Hi and welcome to a new development diary and monthly recap.
During March we've made tons of progress in the game, and now we are already starting with the first private tests for single and multiplayer. We are adding the last touches to the many scenes of Episodes 1 and finishing the second part of the episode, as well as adding and syncing the voices to the different characters. In this article we will talk about the new design for the main scene of EP1, the new scenery being developed for the story, the monster designs, new story bits, graphics improvements to our content and the engine. Let's start :
Designing the scenes for Episode 1
When designing the new map for Episode 1 we wanted to achieve a high quality scene with a lot of detail. The full map is a 6.5~ square miles landscape of open terrain plus several buildings, crops and forests all available to be freely explored.
Besides sculpting a custom, high detail terrain, we also modeled dozens of individual trees and plants which were then placed by hand in many key spots to create the best gameplay possibilities while also matching closely the moments required by our story.
Besides the main scene, we are also developing many secondary areas to explore and that will be crucial part of the story, along with their props and models.
But we have done a lot more than just props this last month.
Graphical improvements, IK and custom game frameworks.
As the development of the game progressed, we noticed a very serious limit on Unity's design, being this the shadow filtering used. Our scenes require many different dynamic point lights with shadows as the levels occur in many indoors locations. However, Unity's default shadow quality for point shadows is not anywhere close to the quality we required. After spending some time working with the default shaders and the rendering pipeline, we managed to add a custom soft filter to our shadows that greatly improves the quality and performance of the game.
But once we started changing the default rendering system of Unity, we decided to go one step beyond. After a couple of weeks of hard work we managed to extend the deferred rendering pipeline of the engine to support custom lighting models features such as skin rendering, anisotropic highlights, translucency... We also added dithered alpha mapping to many of our custom shaders to make sure all of our rendering pipeline works on deferred mode. In the end, this will give the game a great boost performance while also opening many new possibilities for our artists.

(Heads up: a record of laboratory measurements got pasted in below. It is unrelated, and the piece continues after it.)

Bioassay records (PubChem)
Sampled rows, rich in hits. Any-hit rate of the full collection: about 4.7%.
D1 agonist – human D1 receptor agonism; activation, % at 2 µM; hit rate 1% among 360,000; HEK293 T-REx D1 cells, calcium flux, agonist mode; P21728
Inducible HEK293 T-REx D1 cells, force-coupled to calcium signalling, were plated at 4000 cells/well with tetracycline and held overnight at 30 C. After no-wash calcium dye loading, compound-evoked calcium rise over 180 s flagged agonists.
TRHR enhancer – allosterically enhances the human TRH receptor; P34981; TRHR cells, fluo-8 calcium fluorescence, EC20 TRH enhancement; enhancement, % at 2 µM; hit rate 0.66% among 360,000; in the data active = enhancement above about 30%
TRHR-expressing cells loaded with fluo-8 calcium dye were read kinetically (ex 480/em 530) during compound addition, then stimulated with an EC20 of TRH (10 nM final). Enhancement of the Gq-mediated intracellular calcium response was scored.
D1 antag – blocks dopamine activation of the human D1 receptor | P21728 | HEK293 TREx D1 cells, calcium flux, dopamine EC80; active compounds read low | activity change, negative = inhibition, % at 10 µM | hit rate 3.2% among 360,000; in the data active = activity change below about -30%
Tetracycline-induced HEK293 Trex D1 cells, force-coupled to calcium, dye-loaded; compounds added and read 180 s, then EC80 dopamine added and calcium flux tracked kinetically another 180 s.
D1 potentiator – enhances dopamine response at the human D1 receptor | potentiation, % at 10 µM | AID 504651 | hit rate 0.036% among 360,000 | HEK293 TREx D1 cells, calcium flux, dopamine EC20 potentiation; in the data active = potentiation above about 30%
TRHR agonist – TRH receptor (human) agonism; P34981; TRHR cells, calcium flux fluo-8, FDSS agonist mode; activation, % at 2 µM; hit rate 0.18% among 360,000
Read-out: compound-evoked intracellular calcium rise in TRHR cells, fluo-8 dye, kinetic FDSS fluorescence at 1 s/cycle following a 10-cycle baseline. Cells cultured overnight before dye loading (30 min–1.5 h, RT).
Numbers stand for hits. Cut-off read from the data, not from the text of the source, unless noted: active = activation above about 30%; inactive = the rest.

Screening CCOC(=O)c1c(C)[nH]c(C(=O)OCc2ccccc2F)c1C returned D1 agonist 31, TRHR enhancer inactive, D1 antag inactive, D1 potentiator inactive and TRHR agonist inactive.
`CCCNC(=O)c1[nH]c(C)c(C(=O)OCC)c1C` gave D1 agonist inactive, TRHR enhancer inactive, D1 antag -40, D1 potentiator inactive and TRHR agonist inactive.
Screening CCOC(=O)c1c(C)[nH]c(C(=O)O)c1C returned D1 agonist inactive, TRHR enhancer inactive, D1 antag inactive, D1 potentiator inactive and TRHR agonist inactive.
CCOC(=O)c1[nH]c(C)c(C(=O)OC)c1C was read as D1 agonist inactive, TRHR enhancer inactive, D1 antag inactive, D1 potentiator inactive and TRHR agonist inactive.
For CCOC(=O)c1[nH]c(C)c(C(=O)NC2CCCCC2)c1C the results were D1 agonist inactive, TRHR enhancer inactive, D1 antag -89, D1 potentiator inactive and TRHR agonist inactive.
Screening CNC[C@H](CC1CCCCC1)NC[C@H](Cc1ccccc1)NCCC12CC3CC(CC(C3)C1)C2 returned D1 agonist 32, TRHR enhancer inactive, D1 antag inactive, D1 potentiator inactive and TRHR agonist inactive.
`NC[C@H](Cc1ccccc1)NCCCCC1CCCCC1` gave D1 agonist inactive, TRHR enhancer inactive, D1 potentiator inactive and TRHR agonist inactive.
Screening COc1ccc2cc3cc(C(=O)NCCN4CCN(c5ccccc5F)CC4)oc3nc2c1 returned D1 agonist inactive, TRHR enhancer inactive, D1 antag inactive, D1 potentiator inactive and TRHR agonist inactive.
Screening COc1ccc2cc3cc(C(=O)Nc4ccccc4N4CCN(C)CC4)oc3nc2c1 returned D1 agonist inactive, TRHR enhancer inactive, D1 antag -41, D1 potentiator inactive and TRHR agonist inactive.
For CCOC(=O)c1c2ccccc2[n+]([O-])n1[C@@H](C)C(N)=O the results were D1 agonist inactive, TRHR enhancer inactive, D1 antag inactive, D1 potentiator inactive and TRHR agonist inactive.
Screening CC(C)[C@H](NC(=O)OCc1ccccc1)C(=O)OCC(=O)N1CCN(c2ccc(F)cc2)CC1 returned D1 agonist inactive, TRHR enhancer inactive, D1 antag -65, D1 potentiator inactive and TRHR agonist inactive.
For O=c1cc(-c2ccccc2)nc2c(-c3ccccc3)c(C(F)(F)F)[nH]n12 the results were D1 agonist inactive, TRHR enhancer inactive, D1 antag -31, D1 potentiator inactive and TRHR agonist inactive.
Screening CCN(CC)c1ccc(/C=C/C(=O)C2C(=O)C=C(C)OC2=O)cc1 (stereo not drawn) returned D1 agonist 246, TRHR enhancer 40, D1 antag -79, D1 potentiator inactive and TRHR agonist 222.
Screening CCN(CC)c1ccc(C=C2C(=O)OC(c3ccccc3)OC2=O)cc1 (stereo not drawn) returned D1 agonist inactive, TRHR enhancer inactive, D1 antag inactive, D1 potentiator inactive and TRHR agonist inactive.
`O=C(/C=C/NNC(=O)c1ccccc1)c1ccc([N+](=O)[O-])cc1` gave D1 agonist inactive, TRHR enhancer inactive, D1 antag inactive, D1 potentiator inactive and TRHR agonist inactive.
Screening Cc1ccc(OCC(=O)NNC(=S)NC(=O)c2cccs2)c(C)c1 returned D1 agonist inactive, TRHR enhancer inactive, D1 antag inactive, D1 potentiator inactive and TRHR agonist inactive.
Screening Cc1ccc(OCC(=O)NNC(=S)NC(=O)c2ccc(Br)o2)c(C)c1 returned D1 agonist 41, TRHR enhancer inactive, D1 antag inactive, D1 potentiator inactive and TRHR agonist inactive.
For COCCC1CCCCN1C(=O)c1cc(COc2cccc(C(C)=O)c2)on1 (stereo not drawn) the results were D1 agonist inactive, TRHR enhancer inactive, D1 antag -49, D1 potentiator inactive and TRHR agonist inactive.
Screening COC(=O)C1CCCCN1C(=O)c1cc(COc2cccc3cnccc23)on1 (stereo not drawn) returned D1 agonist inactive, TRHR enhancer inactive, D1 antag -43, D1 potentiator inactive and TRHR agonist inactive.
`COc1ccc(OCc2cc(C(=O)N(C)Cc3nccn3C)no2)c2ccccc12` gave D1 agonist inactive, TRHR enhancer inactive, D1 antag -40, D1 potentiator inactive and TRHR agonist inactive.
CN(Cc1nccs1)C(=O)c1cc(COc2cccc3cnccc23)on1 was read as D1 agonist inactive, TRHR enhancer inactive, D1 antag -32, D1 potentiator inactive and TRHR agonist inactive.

This month we also developed a custom biped and multi-limb IK system to help us achieve better and more believable movements in the human / animal / paranormal characters of the game while reducing the need for animations.
Currently, after all this work, we are also adding the new monsters and creatures for the game as well as adding tons of hints, collectibles and secrets that add more content and depth to the story.
On a more technical note, a good chunk of the development time has been spent in a full game framework used to simplify the development of 3:00am Dead Time and the addition of future content (EP2 through 6). This game framework is a complex development tool that handles multiplayer, Steamworks integration, networking and netcode, game building, content databases, level streaming, AI procedural behaviors, scene design, game control, input, settings configuration, UI and audio extensions etc. While it is true that it had required a big investment on time and research, we are also seeing the results already. The creation of new playable characters, their IK configurations and world interactions can be set up in minutes, our dynamic rendering handling has also improved the performance by 60% even on the highest quality settings while the work pipeline used by it has made a lot faster to track bugs and iterate through different versions of the game.
For now this is everything on this month's recap, as we keep working on our private tests and getting ready for the upcoming release of 3:00am Dead Time, Episode 1. Stay tuned for our next article and recap, and have a great week!
The Irreverent Software team.